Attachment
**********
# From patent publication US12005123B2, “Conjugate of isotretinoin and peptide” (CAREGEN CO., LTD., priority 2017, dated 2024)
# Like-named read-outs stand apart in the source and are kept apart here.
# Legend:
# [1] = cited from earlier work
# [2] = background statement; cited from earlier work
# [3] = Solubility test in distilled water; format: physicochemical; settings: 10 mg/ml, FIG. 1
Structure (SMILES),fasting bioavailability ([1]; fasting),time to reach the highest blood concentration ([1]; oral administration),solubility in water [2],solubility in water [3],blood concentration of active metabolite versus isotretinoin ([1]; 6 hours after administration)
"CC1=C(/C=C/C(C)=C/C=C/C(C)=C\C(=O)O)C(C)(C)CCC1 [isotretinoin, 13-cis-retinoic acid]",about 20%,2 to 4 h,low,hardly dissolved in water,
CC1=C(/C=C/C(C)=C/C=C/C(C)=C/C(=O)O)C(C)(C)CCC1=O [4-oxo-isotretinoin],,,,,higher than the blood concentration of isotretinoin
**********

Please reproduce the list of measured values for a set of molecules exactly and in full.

# From patent publication US12005123B2, “Conjugate of isotretinoin and peptide” (CAREGEN CO., LTD., priority 2017, dated 2024)
# Like-named read-outs stand apart in the source and are kept apart here.
# Legend:
# [1] = cited from earlier work
# [2] = background statement; cited from earlier work
# [3] = Solubility test in distilled water; format: physicochemical; settings: 10 mg/ml, FIG. 1
Structure (SMILES),fasting bioavailability ([1]; fasting),time to reach the highest blood concentration ([1]; oral administration),solubility in water [2],solubility in water [3],blood concentration of active metabolite versus isotretinoin ([1]; 6 hours after administration)
"CC1=C(/C=C/C(C)=C/C=C/C(C)=C\C(=O)O)C(C)(C)CCC1 [isotretinoin, 13-cis-retinoic acid]",about 20%,2 to 4 h,low,hardly dissolved in water,
CC1=C(/C=C/C(C)=C/C=C/C(C)=C/C(=O)O)C(C)(C)CCC1=O [4-oxo-isotretinoin],,,,,higher than the blood concentration of isotretinoin